She stops, thinks. It hits home on me at this moment that in all the years I’ve known her, talked with her, laughed with her, written about her, she’s never until now told me any of these particular details.

“At the time,” says the Baby Jane who has spent so much of her life caring for others, counseling troubled misfits, adults, adolescents, older people, particularly women and/or victims of AIDS — “at the time, I felt complicit. The funny thing is, the guy ended up dying at 26, of heart attack. I felt…I didn’t feel sorry that he died.”

She thinks some more. “So Drey Shepperd and I wrote that song, a little while after I sang at the Ballroom in SoHo. And I used to take it around to people in the recording industry, and the men would lean forward and turn the record off.

So I put that song away.  But I knew it had a life.”

I don’t think she’ll be singing that “15 Ugly Minutes” song this time around at the Metropolitan Room. She doesn’t like to give the titles away in advance, but the current roster of songwriters includes Alec Wilder, Bessie Smith, Billie Holiday, Janis Ian,  Rodgers & Hart, and Roy Orbison. The invaluable Ross Patterson will, as ever, be at the piano.

“When I hear people say, ‘I’m going to sing this, I’m going to sing that,’ they might as well not sing it. All that goes through my head is how it was sung the last time I heard it.

“You know, a show for me is an art gallery. And each song is a painting. I’m up there on stage, and I look out at the audience and see them with cartoon bubbles over their heads, and as the songs proceed the bubbles go Pop! Pop! Pop! Pop!  and the whole story is revealed.”

On the night, some few years ago, that the Metropolitan Room converted from comedy club to cabaret, owner Chris Mazzilli came up to Baby Jane and said, “I hope you’ll sing here.”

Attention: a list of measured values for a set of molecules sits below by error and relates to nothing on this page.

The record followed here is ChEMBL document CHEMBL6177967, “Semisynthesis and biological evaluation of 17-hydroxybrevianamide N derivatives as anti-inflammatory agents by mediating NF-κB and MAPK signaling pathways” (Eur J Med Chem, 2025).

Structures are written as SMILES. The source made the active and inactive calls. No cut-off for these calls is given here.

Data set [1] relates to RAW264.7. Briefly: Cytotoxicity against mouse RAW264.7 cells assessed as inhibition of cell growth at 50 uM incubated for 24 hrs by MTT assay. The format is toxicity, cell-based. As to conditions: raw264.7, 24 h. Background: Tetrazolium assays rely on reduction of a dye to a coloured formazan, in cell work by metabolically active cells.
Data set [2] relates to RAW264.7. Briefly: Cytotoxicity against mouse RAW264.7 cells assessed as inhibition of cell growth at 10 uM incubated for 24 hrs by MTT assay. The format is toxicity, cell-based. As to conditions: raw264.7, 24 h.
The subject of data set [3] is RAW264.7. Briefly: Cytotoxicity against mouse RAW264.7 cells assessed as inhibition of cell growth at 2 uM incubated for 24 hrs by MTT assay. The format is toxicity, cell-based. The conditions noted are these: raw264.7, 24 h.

This will be her fifth or sixth appearance there, she reckons, counting on her fingers. What makes the room so special? “It has good sound and good lighting, and not every place has that.”

In her time, BJ has worked all over the Village and Chelsea and uptown too. I first heard her sing that Abbey Lincoln zinger in the back room of a short-lived hangout called Helen’s, next to the Joyce Theater at 19th Street and Eighth Avenue, in Chelsea. The Metropolitan Room is of course in Chelsea, too.

“I’ve known Chelsea a long time,” she says. “When I first knew it, it was downtrodden. Then it became up and coming, and now it’s crammed.”

How many joints have you worked in altogether, BJ — including Alaska and Mexico and other such?

“Oh gosh, a lot. Starting with Reno Sweeney’s, 126 West 13th Street, named after a character in ‘Anything Goes’ [a Reno Sweeney played by the great, power-voiced Ethel Merman back in 1934]. I’d already been at the Improv at 44th Street and Ninth Avenue. This,” says Baby Jane, “was back in 1973, ’74.”

It was when, discouraged by those Tin Pan Alley recording hucksters, she put the rape song away, stopped singing altogether and started to put on some of Ethel Merman’s avoirdupois.

“I stopped performing, stopped pursuing my career. Said I would take a short three-month break — which turned into ten years. Until Vito got me out of it.”

Vito was Vito Russo, film historian, writer, gay activist, “and always my big fan. Unconditional love. I was his caretaker when he got AIDS. I kept telling him I’m going back. I’d go to Vito’s apartment with a tape recorder, and Vito would say, ‘That isn’t what I mean by singing. What I mean is singing to affect people.’ ”

When she went back to singing in public it was there, upstairs at 88s, in December of 1990.

“I set up a few dates so Vito could come and see me sing, but then Vito died. He never got there. In his will he’d asked me to sing ‘When I’m Gone,’ by Phil Ochs, and Bob Dylan’s ‘Forever Young.’ “ And at memorials for Vito Russo in New York City, San Francisco and Los Angeles, she came through on the mark.

Vito Russo knew what he was doing when he asked her to sing “Forever Young.”

For me as for him, Baby Jane Dexter will always be just that.